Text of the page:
A customer in Shenzhen, China, took a new laptop out of its box and
booted it up for the first time. But as the screen lit up, the computer
began taking on a life of its own. The machine, triggered by a virus
hidden in its hard drive, began searching across the Internet for
The laptop, supposedly in pristine, super-fast,
direct-from-the-factory condition, had instantly become part of an
illegal, global network capable of attacking websites, looting bank
accounts and stealing personal data.
For years, online
investigators have warned consumers about the dangers of opening or
downloading emailed files from unknown or suspicious sources. Now, they
say malicious software and computer code could be lurking on computers
before the bubble wrap even comes off.
The shopper in this case
was part of a team of Microsoft researchers in China investigating the
sale of counterfeit software. They received a sudden introduction to
malware called Nitol. The incident was revealed in court documents
unsealed Thursday in a federal court in Virginia. The records describe a
new front in a legal campaign against cybercrime being waged by the
maker of the Windows operating system, which is the biggest target for
The documents are part of a computer fraud lawsuit filed
by Microsoft against a web domain registered to a Chinese businessman
named Peng Yong. The company says the domain is a major hub for illicit
Internet activity, home base for Nitol and more than 500 other types of
malware, which makes it the largest single repository of infected
software that Microsoft officials have encountered.
owner of an Internet services firm, said he was not aware of the
Microsoft suit. He denied the allegations and said his company does not
tolerate improper conduct on the domain, 3322.org. Three other
unidentified individuals accused by Microsoft of establishing and
operating the Nitol network are also named in the suit.
emerges most vividly from the court records and interviews with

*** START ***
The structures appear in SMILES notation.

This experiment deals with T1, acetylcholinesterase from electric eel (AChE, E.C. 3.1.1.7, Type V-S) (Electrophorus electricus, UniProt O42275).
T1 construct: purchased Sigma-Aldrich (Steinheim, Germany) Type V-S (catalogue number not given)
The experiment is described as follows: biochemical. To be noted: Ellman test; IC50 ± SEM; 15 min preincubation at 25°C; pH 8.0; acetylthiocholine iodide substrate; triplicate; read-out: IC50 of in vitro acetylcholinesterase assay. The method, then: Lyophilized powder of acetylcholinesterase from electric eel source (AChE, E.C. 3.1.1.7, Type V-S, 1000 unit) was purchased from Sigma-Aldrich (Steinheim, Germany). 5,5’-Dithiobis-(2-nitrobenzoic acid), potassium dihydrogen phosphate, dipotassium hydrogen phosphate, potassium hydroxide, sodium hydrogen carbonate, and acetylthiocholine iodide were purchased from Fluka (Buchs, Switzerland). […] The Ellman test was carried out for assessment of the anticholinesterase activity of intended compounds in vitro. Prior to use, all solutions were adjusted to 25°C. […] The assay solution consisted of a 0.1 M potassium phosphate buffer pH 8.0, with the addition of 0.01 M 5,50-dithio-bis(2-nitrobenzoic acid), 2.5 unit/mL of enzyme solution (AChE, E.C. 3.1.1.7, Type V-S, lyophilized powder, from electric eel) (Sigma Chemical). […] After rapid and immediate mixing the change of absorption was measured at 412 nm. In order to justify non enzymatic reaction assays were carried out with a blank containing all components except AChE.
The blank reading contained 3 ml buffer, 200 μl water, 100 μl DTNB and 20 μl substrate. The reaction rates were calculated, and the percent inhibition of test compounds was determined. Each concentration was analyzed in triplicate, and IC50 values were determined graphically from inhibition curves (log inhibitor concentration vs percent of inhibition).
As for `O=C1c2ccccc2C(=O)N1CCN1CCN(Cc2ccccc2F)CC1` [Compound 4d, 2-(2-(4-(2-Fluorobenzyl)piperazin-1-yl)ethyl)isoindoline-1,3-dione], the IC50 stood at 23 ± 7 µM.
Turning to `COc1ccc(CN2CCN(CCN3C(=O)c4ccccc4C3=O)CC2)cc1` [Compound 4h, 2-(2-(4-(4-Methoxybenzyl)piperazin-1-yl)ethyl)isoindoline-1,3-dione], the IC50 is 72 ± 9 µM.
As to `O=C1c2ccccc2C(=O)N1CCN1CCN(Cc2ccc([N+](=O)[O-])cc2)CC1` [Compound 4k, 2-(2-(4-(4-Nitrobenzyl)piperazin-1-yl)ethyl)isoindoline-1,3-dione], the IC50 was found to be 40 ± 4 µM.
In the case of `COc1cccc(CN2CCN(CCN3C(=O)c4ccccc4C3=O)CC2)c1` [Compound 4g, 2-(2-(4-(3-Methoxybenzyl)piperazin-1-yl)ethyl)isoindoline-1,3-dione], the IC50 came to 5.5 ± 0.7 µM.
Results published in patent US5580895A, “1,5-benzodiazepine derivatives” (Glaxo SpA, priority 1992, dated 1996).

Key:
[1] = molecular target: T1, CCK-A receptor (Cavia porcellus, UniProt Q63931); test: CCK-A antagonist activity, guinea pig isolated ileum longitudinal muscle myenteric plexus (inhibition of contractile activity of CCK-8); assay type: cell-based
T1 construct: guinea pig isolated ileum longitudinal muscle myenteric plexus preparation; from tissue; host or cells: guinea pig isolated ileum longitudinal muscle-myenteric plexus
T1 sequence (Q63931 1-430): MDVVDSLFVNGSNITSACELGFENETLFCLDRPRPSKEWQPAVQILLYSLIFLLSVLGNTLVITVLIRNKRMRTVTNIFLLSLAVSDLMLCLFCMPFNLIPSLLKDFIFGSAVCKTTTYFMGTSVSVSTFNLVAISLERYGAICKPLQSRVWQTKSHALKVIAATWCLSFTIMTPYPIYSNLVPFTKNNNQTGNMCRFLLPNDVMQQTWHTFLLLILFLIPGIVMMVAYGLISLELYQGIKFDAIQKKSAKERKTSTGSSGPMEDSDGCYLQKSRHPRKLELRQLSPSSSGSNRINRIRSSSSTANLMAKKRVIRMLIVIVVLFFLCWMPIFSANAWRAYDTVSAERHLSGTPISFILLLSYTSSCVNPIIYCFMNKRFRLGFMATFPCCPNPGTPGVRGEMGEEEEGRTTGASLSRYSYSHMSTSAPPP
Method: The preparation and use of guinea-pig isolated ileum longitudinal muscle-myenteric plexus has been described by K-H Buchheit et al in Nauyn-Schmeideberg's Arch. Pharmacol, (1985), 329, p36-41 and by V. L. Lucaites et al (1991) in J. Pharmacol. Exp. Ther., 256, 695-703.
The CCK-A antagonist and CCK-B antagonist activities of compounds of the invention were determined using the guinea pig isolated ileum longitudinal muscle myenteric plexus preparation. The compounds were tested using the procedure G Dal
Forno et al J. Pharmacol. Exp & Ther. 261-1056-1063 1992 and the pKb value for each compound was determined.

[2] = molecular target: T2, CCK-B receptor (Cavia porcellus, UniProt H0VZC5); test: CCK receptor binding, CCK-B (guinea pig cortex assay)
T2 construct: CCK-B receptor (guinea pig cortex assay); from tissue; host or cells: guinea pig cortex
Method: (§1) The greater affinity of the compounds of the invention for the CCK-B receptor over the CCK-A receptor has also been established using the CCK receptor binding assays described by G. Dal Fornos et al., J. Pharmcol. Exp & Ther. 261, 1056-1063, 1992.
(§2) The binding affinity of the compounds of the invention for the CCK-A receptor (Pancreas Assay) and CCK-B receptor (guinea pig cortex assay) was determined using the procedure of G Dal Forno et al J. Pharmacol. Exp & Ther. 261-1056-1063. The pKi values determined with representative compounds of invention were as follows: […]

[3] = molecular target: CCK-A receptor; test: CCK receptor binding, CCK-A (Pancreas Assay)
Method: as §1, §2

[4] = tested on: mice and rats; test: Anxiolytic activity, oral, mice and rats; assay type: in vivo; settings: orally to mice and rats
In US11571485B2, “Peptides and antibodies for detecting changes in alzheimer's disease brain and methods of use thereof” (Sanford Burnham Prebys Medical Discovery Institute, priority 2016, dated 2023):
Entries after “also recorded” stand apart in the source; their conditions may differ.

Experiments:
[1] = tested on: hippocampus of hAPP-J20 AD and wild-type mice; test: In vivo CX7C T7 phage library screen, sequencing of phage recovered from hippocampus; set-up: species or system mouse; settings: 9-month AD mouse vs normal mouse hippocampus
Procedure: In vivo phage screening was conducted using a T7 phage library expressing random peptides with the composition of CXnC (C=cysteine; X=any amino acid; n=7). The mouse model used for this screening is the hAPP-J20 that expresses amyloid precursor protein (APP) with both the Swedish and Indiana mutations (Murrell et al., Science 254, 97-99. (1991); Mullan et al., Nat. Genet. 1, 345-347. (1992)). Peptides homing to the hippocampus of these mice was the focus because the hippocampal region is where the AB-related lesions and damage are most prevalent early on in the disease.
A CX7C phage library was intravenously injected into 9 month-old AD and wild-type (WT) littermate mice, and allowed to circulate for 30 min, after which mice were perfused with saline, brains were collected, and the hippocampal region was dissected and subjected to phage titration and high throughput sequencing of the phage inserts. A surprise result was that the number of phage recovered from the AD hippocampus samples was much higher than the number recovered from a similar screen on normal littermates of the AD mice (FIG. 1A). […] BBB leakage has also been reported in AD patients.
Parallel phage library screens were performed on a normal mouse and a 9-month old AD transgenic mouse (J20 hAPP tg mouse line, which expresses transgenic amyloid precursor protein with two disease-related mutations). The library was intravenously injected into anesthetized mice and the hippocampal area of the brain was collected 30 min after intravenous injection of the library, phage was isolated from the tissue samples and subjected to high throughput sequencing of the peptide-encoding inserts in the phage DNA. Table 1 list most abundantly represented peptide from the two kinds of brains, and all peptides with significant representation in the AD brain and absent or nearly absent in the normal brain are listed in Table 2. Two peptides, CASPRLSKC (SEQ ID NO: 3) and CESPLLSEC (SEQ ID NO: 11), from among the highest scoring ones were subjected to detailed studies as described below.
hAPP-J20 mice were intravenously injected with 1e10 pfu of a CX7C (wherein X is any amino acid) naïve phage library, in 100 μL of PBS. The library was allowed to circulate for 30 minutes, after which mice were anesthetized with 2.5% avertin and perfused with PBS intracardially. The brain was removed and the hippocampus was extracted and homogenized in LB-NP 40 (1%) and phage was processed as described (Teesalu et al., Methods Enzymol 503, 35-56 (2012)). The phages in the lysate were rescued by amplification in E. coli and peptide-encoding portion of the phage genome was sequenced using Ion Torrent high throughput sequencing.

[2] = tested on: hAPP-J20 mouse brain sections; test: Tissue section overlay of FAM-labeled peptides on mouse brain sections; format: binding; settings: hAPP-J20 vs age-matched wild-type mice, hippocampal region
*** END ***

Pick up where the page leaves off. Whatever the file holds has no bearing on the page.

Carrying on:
Microsoft officials is a disturbing picture of how vulnerable Internet
users have become, in part because of weaknesses in computer supply
chains. To increase their profit margins, less reputable computer
manufacturers and retailers may use counterfeit copies of popular
software products to build machines more cheaply. Plugging the holes is
nearly impossible, especially in less regulated markets such as China,
and that leaves openings for cybercriminals.
changing the ways they try to attack you," said Richard Boscovich, a
former federal prosecutor and a senior attorney in Microsoft's digital
Distance doesn't equal safety. Nitol, for example, is
an aggressive virus found on computers in China, the United States,
Russia, Australia and Germany. Microsoft has even identified servers in
the Cayman Islands controlling Nitol-infected machines. All these
compromised computers become part of a botnet, or collection of
compromised computers; it's one of the most invasive and persistent
forms of cybercrime.
Nitol appears poised to strike. Infection
rates have peaked, according to Patrick Stratton, a senior manager in
Microsoft's digital crimes unit who filed a document in the court case
explaining Nitol and its connection to the 3322.org domain.
Microsoft, pursuing cybercriminals is a smart business. Its Windows
operating system runs most of the computers connected to the Internet.
Victims of malware are likely to believe their problems stem from